Operator

Our next question comes the line of Andy Levi with Caris & Co.

Andrew Levi - Caris & Company

On insurance proceeds, so I guess you said you settled with a layer for $60 million. So just if I remember correctly, you had about $1 billion of insurance, is that correct?

Kent Harvey

Yes, we had $992 million I think for the first 2 layers above the $10 million deductible.

Andrew Levi - Caris & Company

Right, so does that $992 million, now since you've settled with some of the layers kind of go down if you know what I mean? So kind of what's left?

Kent Harvey

What happens really when you have a claim like this, is you have the entire tower, and obviously, our liabilities are not going to be close to be a full $992 million. And so what we're doing is essentially making claims against the lower layers as far as necessary to recover all the claims in the case. And so and after the accident happened, many of the layers were single incidents. So we actually reinstated the insurance for the remainder of that policy period.

Andrew Levi - Caris & Company

I can probably understand, but I can talk to Gabe afterwards, offline. And then, just could you just also go over, I guess there was, I don't know if the word is confusion, but thinking after the first quarter call, you guys got out in the road and you started talking about rate base and CWIP and offsets to CWIP and maybe some offsets to those offsets, could you just go over that real quick again with us? Would you mind?

Kent Harvey

Let me give it a quick try, Andy, and again, we haven't provided guidance for 2012 for earnings from operations or for the gas pipeline IIC. I'll remind you what we've said about 2012. So in terms of the earnings from operations, which I think is what you're alluding to, I said a couple different things. First of all, that we'd expect average rate base to grow at about half the rate in 2012 as in 2011. And this year, for a variety of reasons, we expect double-digit growth in average rate base, so it's got to be going from about $21 billion last year to somewhere around $23.5 billion this year. And that's just won't be the case in 2012. So that's one thing I covered. The second thing is I think what you were alluding to, which is construction work in progress and the earnings on that. And in that case, we'd expect the overall amount of construction work in progress next year to probably be pretty comparable to what we're looking at this year, which is roughly in the range of about $1.5 billion, but we don't expect that all the AFUDC earnings associated with CWIP will flow through to our earnings because we do have a number of costs that are not recovered through rates. And those tend to offset a good chunk of our AFUDC earnings. So they include things like our charitable contributions, our advertising and lobbying expenses. So those are kind of the 2 major things I've said. I think I also commented just in general, that given our share issuance this year, that will obviously, affect share count next year as well, and so you want to keep that into account as you're thinking about 2012.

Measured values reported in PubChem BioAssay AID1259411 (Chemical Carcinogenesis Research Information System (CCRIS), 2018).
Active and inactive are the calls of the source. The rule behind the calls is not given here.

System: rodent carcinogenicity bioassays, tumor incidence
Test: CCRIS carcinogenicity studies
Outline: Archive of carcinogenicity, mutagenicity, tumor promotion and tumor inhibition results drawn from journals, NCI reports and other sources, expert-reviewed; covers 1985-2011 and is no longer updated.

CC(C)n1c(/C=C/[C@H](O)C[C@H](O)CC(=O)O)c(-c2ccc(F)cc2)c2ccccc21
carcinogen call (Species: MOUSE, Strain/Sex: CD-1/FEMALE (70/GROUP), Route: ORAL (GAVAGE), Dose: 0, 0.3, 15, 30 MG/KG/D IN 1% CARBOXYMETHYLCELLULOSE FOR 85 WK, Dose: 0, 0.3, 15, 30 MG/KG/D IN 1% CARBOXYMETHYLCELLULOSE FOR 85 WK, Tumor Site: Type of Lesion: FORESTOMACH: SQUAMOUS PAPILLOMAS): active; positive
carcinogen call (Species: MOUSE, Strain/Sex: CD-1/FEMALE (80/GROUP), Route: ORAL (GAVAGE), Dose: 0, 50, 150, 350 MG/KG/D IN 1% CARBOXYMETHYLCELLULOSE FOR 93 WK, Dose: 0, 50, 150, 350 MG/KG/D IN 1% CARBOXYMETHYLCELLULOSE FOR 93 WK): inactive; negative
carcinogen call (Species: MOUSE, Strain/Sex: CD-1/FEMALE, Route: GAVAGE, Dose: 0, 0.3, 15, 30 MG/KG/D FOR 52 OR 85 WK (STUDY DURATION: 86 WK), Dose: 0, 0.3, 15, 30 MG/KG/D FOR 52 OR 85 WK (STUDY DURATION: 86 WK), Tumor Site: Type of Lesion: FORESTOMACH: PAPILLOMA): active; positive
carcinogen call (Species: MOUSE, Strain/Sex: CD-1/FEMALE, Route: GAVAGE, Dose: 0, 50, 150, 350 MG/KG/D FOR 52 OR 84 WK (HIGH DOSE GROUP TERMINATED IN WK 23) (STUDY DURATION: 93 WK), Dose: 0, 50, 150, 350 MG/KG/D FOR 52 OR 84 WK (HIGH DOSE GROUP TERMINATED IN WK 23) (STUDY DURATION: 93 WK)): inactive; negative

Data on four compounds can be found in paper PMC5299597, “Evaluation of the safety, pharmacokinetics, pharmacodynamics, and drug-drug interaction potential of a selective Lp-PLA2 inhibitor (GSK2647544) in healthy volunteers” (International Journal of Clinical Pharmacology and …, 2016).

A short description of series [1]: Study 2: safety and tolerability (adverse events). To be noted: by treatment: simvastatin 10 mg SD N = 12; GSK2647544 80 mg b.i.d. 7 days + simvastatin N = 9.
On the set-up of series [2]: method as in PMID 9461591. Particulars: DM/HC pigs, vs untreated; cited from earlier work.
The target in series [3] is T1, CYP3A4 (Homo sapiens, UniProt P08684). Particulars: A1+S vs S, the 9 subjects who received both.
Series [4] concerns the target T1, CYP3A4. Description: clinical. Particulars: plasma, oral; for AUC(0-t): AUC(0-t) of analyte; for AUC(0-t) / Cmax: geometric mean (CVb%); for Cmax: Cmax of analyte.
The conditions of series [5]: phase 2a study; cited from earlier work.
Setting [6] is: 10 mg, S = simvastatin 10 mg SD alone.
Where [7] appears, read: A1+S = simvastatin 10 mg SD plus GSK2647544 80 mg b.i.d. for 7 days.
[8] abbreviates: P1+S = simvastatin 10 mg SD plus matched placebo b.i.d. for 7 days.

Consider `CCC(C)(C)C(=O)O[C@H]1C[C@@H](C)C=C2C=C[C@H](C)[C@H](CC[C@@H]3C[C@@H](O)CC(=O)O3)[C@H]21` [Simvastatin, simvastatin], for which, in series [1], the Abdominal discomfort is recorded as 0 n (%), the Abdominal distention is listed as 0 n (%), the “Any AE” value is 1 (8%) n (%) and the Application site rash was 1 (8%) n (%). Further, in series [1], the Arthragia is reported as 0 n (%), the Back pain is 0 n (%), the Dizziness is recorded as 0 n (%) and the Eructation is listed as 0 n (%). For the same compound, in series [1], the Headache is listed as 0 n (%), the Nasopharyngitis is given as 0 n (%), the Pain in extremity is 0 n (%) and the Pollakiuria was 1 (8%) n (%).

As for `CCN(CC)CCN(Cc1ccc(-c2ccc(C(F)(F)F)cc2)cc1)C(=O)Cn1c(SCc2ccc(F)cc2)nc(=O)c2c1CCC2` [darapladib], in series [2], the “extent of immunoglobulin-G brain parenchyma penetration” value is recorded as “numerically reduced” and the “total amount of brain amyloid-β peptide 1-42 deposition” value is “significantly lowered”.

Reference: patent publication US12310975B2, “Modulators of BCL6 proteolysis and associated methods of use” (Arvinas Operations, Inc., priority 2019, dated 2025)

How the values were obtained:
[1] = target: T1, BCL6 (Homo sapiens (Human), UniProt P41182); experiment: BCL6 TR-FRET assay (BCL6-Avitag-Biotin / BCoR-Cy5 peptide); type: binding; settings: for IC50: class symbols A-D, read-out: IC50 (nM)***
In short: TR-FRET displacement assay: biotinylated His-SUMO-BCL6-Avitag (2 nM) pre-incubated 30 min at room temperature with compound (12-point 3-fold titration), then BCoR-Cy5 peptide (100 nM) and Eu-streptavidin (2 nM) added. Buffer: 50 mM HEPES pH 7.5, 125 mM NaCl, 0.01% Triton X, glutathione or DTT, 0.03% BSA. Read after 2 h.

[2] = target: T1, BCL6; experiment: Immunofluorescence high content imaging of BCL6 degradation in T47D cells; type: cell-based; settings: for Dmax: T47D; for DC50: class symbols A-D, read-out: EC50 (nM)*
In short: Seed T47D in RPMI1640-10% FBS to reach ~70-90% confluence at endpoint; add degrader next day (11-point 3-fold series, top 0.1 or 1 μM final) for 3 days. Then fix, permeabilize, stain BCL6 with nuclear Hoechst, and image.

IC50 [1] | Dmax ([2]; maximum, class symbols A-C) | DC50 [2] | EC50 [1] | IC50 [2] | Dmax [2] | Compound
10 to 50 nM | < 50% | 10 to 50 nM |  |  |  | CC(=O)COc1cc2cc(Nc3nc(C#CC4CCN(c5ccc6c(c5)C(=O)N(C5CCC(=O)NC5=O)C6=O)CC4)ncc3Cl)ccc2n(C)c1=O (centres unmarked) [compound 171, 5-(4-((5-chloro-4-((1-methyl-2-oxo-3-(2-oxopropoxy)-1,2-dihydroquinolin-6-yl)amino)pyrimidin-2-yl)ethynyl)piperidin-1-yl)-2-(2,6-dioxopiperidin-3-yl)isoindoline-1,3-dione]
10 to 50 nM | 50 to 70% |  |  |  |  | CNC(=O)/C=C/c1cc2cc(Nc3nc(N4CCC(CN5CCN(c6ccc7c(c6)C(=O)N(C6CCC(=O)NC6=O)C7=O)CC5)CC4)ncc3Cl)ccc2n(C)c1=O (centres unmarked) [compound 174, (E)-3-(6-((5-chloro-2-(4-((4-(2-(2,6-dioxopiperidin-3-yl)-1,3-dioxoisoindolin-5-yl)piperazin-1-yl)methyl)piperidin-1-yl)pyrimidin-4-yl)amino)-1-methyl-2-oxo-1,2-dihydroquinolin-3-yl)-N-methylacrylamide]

Andrew Levi - Caris & Company

And what type of levels would you be assuming on charitable contributions, the 2 or 3 items that you talked about?

Kent Harvey

We haven't provided estimates for each of the components, but I would say it would be reasonable for 2011 to think that these items that are the below-the-line type items will offset very roughly, maybe about half of the AFUDC earnings.

Andrew Levi - Caris & Company

And then I guess, possibly in the past, I don't know if I got this right, that I guess you always have kind of these charitable contributions and the advertising and things like that, but I guess I don't know if it's '08, '09 or '10, but I guess there was some offsets to some of those costs, I don't know if there was some tax items or...

Kent Harvey

I think that's the main reason why people had sort of not paid attention to this. Because the last few years, in addition to having some tax accruals that have been helpful, we've also had the CEE earnings. That with a pretty substantive level $30 million or $40 million a year, and I think those tended to have masked the below the line items. We just don't see those to the same extent going forward right now.

Operator

Our next question comes from the line of Jonathan Arnold with Deutsche Bank.

Jonathan Arnold - Deutsche Bank AG

Kent, I'm just curious about if you could give us a little more insight into the factors that are causing the estimate on costs to come in or do you have some confidence that the high end of the range may not apply? To what extent is it timing on some of this testing and permitting issues. Is that part of it or all of it or none of the reasons?